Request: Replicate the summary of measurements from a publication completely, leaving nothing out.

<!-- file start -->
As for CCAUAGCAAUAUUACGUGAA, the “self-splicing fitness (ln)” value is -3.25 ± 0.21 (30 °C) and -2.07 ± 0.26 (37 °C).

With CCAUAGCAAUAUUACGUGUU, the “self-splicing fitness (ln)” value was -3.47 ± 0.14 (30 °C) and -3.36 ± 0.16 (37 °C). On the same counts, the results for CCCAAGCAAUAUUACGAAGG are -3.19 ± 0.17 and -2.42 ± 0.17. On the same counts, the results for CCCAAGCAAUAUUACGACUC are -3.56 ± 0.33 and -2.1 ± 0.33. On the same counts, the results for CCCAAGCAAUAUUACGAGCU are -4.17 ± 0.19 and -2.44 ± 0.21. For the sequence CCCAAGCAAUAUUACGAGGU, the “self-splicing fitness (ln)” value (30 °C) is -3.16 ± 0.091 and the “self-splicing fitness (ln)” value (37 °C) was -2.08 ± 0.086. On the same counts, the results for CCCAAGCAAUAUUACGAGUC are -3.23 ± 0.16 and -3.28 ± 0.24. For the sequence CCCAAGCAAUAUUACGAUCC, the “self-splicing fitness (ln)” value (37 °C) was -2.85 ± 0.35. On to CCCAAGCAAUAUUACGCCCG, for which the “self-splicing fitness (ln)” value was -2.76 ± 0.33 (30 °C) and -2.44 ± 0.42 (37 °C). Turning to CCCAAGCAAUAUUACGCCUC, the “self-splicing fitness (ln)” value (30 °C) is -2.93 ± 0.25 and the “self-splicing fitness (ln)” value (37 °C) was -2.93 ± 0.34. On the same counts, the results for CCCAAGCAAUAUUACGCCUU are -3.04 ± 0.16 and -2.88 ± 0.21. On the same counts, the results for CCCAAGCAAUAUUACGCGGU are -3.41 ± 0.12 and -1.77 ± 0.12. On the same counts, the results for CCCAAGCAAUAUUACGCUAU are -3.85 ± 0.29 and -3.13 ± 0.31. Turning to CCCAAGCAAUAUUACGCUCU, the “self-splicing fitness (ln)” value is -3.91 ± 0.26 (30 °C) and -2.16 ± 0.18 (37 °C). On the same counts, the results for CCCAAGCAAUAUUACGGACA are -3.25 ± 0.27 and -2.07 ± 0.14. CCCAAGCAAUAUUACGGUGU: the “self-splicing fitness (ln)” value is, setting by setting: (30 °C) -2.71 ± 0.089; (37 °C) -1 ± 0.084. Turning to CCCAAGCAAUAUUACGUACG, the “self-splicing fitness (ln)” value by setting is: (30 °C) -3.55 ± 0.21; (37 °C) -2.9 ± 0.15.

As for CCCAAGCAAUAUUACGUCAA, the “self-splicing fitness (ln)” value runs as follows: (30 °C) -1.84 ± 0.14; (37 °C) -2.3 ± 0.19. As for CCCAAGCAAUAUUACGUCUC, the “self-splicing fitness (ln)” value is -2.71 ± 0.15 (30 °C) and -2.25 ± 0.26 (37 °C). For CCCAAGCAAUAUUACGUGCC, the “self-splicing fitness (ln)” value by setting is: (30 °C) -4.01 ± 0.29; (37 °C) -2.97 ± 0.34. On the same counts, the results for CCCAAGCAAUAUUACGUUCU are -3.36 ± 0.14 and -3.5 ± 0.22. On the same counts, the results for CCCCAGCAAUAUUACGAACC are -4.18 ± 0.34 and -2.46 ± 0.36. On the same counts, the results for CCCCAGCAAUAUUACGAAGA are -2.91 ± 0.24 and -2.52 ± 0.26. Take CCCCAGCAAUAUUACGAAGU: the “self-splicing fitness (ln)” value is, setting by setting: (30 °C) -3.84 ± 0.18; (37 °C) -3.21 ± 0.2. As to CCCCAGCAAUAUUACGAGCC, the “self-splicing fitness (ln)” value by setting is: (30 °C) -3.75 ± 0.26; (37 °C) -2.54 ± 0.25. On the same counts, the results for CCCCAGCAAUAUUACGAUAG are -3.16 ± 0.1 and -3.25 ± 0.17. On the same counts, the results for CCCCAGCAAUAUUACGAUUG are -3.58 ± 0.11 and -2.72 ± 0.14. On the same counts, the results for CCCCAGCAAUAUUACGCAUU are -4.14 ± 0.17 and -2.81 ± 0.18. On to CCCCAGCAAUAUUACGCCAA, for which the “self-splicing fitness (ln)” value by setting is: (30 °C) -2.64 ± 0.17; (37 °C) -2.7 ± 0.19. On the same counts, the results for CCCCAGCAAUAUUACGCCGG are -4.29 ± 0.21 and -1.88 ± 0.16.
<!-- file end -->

As for CCAUAGCAAUAUUACGUGAA, the “self-splicing fitness (ln)” value is -3.25 ± 0.21 (30 °C) and -2.07 ± 0.26 (37 °C).

With CCAUAGCAAUAUUACGUGUU, the “self-splicing fitness (ln)” value was -3.47 ± 0.14 (30 °C) and -3.36 ± 0.16 (37 °C). On the same counts, the results for CCCAAGCAAUAUUACGAAGG are -3.19 ± 0.17 and -2.42 ± 0.17. On the same counts, the results for CCCAAGCAAUAUUACGACUC are -3.56 ± 0.33 and -2.1 ± 0.33. On the same counts, the results for CCCAAGCAAUAUUACGAGCU are -4.17 ± 0.19 and -2.44 ± 0.21. For the sequence CCCAAGCAAUAUUACGAGGU, the “self-splicing fitness (ln)” value (30 °C) is -3.16 ± 0.091 and the “self-splicing fitness (ln)” value (37 °C) was -2.08 ± 0.086. On the same counts, the results for CCCAAGCAAUAUUACGAGUC are -3.23 ± 0.16 and -3.28 ± 0.24. For the sequence CCCAAGCAAUAUUACGAUCC, the “self-splicing fitness (ln)” value (37 °C) was -2.85 ± 0.35. On to CCCAAGCAAUAUUACGCCCG, for which the “self-splicing fitness (ln)” value was -2.76 ± 0.33 (30 °C) and -2.44 ± 0.42 (37 °C). Turning to CCCAAGCAAUAUUACGCCUC, the “self-splicing fitness (ln)” value (30 °C) is -2.93 ± 0.25 and the “self-splicing fitness (ln)” value (37 °C) was -2.93 ± 0.34. On the same counts, the results for CCCAAGCAAUAUUACGCCUU are -3.04 ± 0.16 and -2.88 ± 0.21. On the same counts, the results for CCCAAGCAAUAUUACGCGGU are -3.41 ± 0.12 and -1.77 ± 0.12. On the same counts, the results for CCCAAGCAAUAUUACGCUAU are -3.85 ± 0.29 and -3.13 ± 0.31. Turning to CCCAAGCAAUAUUACGCUCU, the “self-splicing fitness (ln)” value is -3.91 ± 0.26 (30 °C) and -2.16 ± 0.18 (37 °C). On the same counts, the results for CCCAAGCAAUAUUACGGACA are -3.25 ± 0.27 and -2.07 ± 0.14. CCCAAGCAAUAUUACGGUGU: the “self-splicing fitness (ln)” value is, setting by setting: (30 °C) -2.71 ± 0.089; (37 °C) -1 ± 0.084. Turning to CCCAAGCAAUAUUACGUACG, the “self-splicing fitness (ln)” value by setting is: (30 °C) -3.55 ± 0.21; (37 °C) -2.9 ± 0.15.

As for CCCAAGCAAUAUUACGUCAA, the “self-splicing fitness (ln)” value runs as follows: (30 °C) -1.84 ± 0.14; (37 °C) -2.3 ± 0.19. As for CCCAAGCAAUAUUACGUCUC, the “self-splicing fitness (ln)” value is -2.71 ± 0.15 (30 °C) and -2.25 ± 0.26 (37 °C). For CCCAAGCAAUAUUACGUGCC, the “self-splicing fitness (ln)” value by setting is: (30 °C) -4.01 ± 0.29; (37 °C) -2.97 ± 0.34. On the same counts, the results for CCCAAGCAAUAUUACGUUCU are -3.36 ± 0.14 and -3.5 ± 0.22. On the same counts, the results for CCCCAGCAAUAUUACGAACC are -4.18 ± 0.34 and -2.46 ± 0.36. On the same counts, the results for CCCCAGCAAUAUUACGAAGA are -2.91 ± 0.24 and -2.52 ± 0.26. Take CCCCAGCAAUAUUACGAAGU: the “self-splicing fitness (ln)” value is, setting by setting: (30 °C) -3.84 ± 0.18; (37 °C) -3.21 ± 0.2. As to CCCCAGCAAUAUUACGAGCC, the “self-splicing fitness (ln)” value by setting is: (30 °C) -3.75 ± 0.26; (37 °C) -2.54 ± 0.25. On the same counts, the results for CCCCAGCAAUAUUACGAUAG are -3.16 ± 0.1 and -3.25 ± 0.17. On the same counts, the results for CCCCAGCAAUAUUACGAUUG are -3.58 ± 0.11 and -2.72 ± 0.14. On the same counts, the results for CCCCAGCAAUAUUACGCAUU are -4.14 ± 0.17 and -2.81 ± 0.18. On to CCCCAGCAAUAUUACGCCAA, for which the “self-splicing fitness (ln)” value by setting is: (30 °C) -2.64 ± 0.17; (37 °C) -2.7 ± 0.19. On the same counts, the results for CCCCAGCAAUAUUACGCCGG are -4.29 ± 0.21 and -1.88 ± 0.16.